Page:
“Not Risen To The Mantle Of The Office” Dismissed With Two Tweets

On January 1, 2019, the Washington Post published a lengthy editorial essay written by Republican Utah United State Senator Mitt Romney.

Romney was the Republican party’s 2012 nominee for President who lost to President Barack Obama.

Following is the editorial essay with the link at the end followed by reactions and commentary:

“The Trump presidency made a deep descent in December. The departures of Defense Secretary Jim Mattis and White House Chief of Staff John F. Kelly, the appointment of senior persons of lesser experience, the abandonment of allies who fight beside us, and the president’s thoughtless claim that America has long been a “sucker” in world affairs all defined his presidency down.

It is well known that Donald Trump was not my choice for the Republican presidential nomination. After he became the nominee, I hoped his campaign would refrain from resentment and name-calling. It did not. When he won the election, I hoped he would rise to the occasion. His early appointments of Rex Tillerson, Jeff Sessions, Nikki Haley, Gary Cohn, H.R. McMaster, Kelly and Mattis were encouraging. But, on balance, his conduct over the past two years, particularly his actions last month, is evidence that the president has not risen to the mantle of the office.

It is not that all of the president’s policies have been misguided. He was right to align U.S. corporate taxes with those of global competitors, to strip out excessive regulations, to crack down on China’s unfair trade practices, to reform criminal justice and to appoint conservative judges. These are policies mainstream Republicans have promoted for years. But policies and appointments are only a part of a presidency.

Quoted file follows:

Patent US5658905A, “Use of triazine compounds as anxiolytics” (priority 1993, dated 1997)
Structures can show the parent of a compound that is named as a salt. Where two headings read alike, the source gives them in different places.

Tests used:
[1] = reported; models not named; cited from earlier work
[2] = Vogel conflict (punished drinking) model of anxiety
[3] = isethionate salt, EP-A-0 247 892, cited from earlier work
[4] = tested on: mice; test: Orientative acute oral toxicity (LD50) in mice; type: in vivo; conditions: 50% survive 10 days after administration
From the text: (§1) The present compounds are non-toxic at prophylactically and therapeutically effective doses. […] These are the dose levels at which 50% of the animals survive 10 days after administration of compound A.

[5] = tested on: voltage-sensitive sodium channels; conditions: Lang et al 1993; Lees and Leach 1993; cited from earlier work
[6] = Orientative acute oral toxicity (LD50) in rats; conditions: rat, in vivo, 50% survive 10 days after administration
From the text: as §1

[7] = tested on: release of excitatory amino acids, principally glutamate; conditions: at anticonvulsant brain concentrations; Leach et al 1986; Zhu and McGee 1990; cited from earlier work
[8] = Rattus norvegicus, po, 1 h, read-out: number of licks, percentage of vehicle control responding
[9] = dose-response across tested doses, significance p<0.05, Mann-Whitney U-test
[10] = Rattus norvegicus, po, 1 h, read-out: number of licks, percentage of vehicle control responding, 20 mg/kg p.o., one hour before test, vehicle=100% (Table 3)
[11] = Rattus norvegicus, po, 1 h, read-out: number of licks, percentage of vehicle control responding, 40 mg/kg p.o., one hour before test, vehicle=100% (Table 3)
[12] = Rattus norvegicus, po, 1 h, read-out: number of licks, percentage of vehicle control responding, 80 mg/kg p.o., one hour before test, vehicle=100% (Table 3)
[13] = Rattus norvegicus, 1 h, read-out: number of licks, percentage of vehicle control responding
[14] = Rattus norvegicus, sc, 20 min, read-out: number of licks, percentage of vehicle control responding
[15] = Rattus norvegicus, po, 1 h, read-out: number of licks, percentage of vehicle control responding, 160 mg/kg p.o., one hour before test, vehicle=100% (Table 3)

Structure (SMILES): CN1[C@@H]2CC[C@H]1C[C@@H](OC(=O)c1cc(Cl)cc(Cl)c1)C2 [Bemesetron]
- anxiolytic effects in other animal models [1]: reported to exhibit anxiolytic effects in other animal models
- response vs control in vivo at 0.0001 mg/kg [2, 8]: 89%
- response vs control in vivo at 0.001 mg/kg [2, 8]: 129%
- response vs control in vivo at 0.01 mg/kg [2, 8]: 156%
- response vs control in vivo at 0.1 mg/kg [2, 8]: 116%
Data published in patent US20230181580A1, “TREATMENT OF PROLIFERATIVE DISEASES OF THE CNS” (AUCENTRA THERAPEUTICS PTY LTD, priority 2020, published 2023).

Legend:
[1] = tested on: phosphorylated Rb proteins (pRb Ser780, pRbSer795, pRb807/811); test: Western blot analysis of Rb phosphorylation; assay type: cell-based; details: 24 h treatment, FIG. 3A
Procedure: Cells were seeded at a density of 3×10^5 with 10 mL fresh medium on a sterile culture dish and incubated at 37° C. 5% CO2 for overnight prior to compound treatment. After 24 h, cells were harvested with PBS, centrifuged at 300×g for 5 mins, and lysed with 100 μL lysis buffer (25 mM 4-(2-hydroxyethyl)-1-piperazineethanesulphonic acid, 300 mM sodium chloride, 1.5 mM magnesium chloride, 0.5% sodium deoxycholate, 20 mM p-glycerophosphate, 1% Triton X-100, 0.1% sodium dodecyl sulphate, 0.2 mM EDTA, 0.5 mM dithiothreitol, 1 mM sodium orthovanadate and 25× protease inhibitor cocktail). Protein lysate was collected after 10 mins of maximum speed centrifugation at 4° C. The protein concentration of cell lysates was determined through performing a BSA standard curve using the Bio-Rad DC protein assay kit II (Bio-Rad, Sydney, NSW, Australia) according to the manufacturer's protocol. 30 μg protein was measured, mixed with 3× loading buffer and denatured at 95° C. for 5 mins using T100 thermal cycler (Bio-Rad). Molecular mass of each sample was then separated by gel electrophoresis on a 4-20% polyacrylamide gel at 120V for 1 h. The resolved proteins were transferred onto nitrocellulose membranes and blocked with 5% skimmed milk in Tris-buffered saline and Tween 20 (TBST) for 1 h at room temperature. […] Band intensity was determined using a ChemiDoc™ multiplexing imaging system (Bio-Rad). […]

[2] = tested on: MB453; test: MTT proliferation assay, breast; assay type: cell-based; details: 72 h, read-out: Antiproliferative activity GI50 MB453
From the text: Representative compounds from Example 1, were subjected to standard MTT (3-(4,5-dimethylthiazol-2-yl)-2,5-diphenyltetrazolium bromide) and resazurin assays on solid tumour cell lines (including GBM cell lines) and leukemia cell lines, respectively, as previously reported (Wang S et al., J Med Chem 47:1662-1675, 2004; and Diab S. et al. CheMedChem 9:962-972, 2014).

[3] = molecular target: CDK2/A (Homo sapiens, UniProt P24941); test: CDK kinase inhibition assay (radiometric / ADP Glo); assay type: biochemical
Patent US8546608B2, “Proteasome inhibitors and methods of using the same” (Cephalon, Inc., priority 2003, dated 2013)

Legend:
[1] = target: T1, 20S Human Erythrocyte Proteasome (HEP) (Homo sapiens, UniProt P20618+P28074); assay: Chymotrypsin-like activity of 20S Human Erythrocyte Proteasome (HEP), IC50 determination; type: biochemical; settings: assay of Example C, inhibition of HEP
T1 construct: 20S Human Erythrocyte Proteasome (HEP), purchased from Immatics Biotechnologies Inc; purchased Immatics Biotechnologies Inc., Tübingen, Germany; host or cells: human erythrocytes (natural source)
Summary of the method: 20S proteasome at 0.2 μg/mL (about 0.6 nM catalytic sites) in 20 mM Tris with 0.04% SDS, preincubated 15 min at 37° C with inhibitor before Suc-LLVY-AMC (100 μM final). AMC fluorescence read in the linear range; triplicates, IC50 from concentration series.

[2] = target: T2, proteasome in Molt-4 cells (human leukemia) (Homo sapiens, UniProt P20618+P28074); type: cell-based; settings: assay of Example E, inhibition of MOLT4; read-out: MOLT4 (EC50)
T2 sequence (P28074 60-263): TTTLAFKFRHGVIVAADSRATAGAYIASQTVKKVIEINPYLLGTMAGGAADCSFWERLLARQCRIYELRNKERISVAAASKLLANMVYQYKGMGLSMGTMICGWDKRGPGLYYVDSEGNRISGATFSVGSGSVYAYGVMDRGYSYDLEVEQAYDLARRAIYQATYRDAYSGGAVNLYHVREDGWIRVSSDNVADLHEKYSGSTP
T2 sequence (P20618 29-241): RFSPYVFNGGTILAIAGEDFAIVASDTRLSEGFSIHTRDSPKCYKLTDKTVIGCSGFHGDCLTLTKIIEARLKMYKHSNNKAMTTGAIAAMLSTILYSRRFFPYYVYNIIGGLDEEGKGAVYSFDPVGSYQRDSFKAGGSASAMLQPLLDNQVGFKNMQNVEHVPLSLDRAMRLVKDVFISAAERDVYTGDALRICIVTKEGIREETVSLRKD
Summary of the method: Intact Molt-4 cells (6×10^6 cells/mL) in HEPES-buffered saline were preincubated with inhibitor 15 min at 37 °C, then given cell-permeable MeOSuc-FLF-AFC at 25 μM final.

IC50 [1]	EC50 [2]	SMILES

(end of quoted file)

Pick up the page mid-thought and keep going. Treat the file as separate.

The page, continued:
To a great degree, a presidency shapes the public character of the nation. A president should unite us and inspire us to follow “our better angels.” A president should demonstrate the essential qualities of honesty and integrity, and elevate the national discourse with comity and mutual respect. As a nation, we have been blessed with presidents who have called on the greatness of the American spirit. With the nation so divided, resentful and angry, presidential leadership in qualities of character is indispensable. And it is in this province where the incumbent’s shortfall has been most glaring.

The world is also watching. America has long been looked to for leadership. Our economic and military strength was part of that, of course, but our enduring commitment to principled conduct in foreign relations, and to the rights of all people to freedom and equal justice, was even more esteemed. Trump’s words and actions have caused dismay around the world. In a 2016 Pew Research Center poll, 84 percent of people in Germany, Britain, France, Canada and Sweden believed the American president would “do the right thing in world affairs.” One year later, that number had fallen to 16 percent.